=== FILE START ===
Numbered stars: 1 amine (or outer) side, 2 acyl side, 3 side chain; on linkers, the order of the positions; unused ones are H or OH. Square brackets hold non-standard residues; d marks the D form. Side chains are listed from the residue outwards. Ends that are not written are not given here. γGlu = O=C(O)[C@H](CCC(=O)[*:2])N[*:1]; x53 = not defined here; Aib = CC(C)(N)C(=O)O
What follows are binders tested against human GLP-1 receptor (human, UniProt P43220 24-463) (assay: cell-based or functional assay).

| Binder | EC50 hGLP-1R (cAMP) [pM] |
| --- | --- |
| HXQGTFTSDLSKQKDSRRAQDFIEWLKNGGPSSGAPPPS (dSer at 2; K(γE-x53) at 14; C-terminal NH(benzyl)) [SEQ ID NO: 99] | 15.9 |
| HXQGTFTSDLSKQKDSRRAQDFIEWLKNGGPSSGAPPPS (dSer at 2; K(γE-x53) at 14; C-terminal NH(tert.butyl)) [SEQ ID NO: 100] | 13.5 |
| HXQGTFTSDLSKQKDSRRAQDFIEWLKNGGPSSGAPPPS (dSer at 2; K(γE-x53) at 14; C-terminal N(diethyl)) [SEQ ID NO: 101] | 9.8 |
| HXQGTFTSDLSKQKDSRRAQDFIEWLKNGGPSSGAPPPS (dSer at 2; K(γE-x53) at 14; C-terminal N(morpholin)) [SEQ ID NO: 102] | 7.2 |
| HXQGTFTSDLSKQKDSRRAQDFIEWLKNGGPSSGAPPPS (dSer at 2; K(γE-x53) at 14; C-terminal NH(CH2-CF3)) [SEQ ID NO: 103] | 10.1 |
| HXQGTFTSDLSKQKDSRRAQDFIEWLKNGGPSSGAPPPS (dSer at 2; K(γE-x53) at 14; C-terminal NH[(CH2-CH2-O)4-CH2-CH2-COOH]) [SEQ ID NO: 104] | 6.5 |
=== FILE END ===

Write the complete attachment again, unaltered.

Numbered stars: 1 amine (or outer) side, 2 acyl side, 3 side chain; on linkers, the order of the positions; unused ones are H or OH. Square brackets hold non-standard residues; d marks the D form. Side chains are listed from the residue outwards. Ends that are not written are not given here. γGlu = O=C(O)[C@H](CCC(=O)[*:2])N[*:1]; x53 = not defined here; Aib = CC(C)(N)C(=O)O
What follows are binders tested against human GLP-1 receptor (human, UniProt P43220 24-463) (assay: cell-based or functional assay).

| Binder | EC50 hGLP-1R (cAMP) [pM] |
| --- | --- |
| HXQGTFTSDLSKQKDSRRAQDFIEWLKNGGPSSGAPPPS (dSer at 2; K(γE-x53) at 14; C-terminal NH(benzyl)) [SEQ ID NO: 99] | 15.9 |
| HXQGTFTSDLSKQKDSRRAQDFIEWLKNGGPSSGAPPPS (dSer at 2; K(γE-x53) at 14; C-terminal NH(tert.butyl)) [SEQ ID NO: 100] | 13.5 |
| HXQGTFTSDLSKQKDSRRAQDFIEWLKNGGPSSGAPPPS (dSer at 2; K(γE-x53) at 14; C-terminal N(diethyl)) [SEQ ID NO: 101] | 9.8 |
| HXQGTFTSDLSKQKDSRRAQDFIEWLKNGGPSSGAPPPS (dSer at 2; K(γE-x53) at 14; C-terminal N(morpholin)) [SEQ ID NO: 102] | 7.2 |
| HXQGTFTSDLSKQKDSRRAQDFIEWLKNGGPSSGAPPPS (dSer at 2; K(γE-x53) at 14; C-terminal NH(CH2-CF3)) [SEQ ID NO: 103] | 10.1 |
| HXQGTFTSDLSKQKDSRRAQDFIEWLKNGGPSSGAPPPS (dSer at 2; K(γE-x53) at 14; C-terminal NH[(CH2-CH2-O)4-CH2-CH2-COOH]) [SEQ ID NO: 104] | 6.5 |